In the News
Alliance for Affordable Energy: The Advocate
Louisiana regulators Wednesday rejected a $4.9 billion bid by international investors to buy Cleco.
Based in Pineville, Cleco Power LLC sells electricity to about 286,000 customers on the North Shore, in Acadiana and throughout central Louisiana.
Alliance for Affordable Energy: The Town Talk
The proposed $5 billion sale of Cleco Corp. fell short at the final stage Wednesday when it was rejected by the Louisiana Public Service Commission.
An investment group had proposed buying the Pineville-based company, which provides power to most of Central Louisiana. After nearly six hours of testimony Wednesday, a motion to deny the sale went unopposed.
Alliance for Affordable Energy: Bloomberg News
Louisiana just delivered a warning to the growing ranks of foreign companies looking to snap up U.S. utilities for their regulated returns.
On Wednesday, the state’s Public Service Commission rejected a $3.4 billion takeover of utility-owner Cleco Corp. by an investor group led by Sydney-based Macquarie Group Ltd.that also includes Canadian pension funds. The commission decided in a 5-0 vote that the deal wasn’t in the best interest of customers.
The Alice Report: The Advocate
Meet ALICE: Working poor a large part of 40 percent of Louisiana households struggling, reports says
Forty percent of households in Louisiana are in poverty or fall into a class of the working poor who barely scrape by, struggling to afford day-to-day necessities, according to a new report from the Louisiana Association of United Ways.
The report is the first of its kind in Louisiana. It highlights the difficulty of stretching an estimated $42,444 for a family of four or $17,304 for a single person over one year to buy basics including housing, food, health care, child care and transportation.
The Alice Report: KALB
They called them “ALICE” — “asset limited, income constrained and employed.” They’re people you see everyday — cashiers, mechanics, waiters and even nurses. News Channel Five’s Diamond Davies tells us The United Way is looking to put a stop to their struggles.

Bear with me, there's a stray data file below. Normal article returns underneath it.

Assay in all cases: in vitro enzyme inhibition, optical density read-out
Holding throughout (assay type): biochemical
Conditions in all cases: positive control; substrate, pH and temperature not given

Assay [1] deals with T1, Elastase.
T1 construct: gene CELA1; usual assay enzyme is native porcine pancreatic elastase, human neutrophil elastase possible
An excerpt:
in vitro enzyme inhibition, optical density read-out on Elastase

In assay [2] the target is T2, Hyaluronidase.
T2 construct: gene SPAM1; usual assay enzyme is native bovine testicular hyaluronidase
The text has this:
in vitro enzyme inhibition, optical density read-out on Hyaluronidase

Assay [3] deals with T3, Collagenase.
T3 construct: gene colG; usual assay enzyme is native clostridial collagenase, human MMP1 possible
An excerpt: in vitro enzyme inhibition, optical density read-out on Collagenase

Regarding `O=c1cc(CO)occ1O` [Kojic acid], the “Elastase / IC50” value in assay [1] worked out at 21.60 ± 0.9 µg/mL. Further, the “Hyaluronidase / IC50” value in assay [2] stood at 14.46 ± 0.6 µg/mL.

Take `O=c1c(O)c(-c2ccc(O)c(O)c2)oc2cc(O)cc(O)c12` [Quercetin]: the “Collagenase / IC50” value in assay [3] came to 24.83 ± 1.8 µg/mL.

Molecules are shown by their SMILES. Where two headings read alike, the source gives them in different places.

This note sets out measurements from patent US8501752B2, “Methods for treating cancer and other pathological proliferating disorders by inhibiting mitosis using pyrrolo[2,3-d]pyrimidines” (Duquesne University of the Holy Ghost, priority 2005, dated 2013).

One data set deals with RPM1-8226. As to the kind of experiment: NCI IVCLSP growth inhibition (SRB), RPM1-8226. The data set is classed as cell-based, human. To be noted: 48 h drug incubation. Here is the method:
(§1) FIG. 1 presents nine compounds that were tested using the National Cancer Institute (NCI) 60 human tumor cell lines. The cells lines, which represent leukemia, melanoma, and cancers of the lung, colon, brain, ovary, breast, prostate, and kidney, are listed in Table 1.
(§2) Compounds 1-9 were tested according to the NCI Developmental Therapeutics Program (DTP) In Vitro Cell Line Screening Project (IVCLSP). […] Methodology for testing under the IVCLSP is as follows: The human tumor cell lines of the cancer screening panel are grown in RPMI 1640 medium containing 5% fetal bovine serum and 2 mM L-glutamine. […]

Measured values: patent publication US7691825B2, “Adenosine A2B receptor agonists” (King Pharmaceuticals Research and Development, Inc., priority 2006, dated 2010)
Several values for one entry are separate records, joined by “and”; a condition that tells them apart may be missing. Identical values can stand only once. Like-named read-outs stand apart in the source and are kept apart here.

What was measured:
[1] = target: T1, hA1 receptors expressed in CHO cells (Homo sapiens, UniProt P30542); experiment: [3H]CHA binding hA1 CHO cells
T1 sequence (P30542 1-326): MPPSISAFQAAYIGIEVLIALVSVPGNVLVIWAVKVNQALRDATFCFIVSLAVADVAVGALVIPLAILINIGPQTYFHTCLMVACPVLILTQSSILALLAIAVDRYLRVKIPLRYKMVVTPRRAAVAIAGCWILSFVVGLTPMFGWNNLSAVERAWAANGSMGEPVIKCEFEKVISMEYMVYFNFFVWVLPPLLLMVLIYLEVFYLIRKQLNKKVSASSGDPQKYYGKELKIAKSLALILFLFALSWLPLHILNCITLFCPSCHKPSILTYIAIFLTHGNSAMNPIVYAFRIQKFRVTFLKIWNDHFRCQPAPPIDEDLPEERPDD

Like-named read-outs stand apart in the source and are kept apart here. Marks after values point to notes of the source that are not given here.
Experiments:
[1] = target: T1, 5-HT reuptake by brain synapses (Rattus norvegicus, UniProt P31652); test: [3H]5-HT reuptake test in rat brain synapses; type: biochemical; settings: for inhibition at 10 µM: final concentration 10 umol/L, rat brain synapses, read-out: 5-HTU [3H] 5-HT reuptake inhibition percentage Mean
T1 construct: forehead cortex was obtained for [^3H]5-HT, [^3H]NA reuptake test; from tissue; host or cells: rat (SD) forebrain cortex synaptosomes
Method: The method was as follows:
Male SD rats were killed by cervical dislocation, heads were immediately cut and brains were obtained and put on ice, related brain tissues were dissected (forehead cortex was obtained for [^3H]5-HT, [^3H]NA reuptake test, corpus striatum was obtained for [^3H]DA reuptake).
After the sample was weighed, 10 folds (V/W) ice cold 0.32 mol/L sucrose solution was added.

Ramona Rogers is out of work again.
“I lost my job and it has been kind of rough,” said Rogers.
The Alice Report: KEEL
Today, the United Way of Northwest Louisiana is launching the ALICE report that places a spotlight on a large population of hardworking residents who are struggling to make ends meet, have little or no savings, and are one emergency away from falling into poverty. This in-depth report contains specific information on where individuals live by city and parish.
The Alice Report: IND
A new report by the Louisiana Association of United Ways paints a stark portrait of the economic insecurity in which millions in Louisiana live. The ALICE report — that’s an acronym for Asset Limited, Income Constrained, Employed — finds that nearly 700,000 households in Louisiana, or a staggering 40 percent, cannot afford the most basic cost of living and are one auto accident or broken arm away from insolvency.
The Alice Report: American Press
A recent report says 47 percent of households in Lake Charles live in poverty or just above the poverty level, but can barely afford everyday expenses like housing, food and transportation.
The report, by the Louisiana Association of United Ways, describes the households classified as Asset Limited, Income Constrained, Employed, or ALICE, using statistics from 2013.
The Alice Report: The News Star
Ashley Duran is one of the many “ALICE” residents living in Louisiana, working minimum wage and struggling to survive pay check to pay check.
Duran, a coffee barista living in Lafayette, is a single mother with a 5-year-old son, making tough decisions to make ends meet and provide for her child.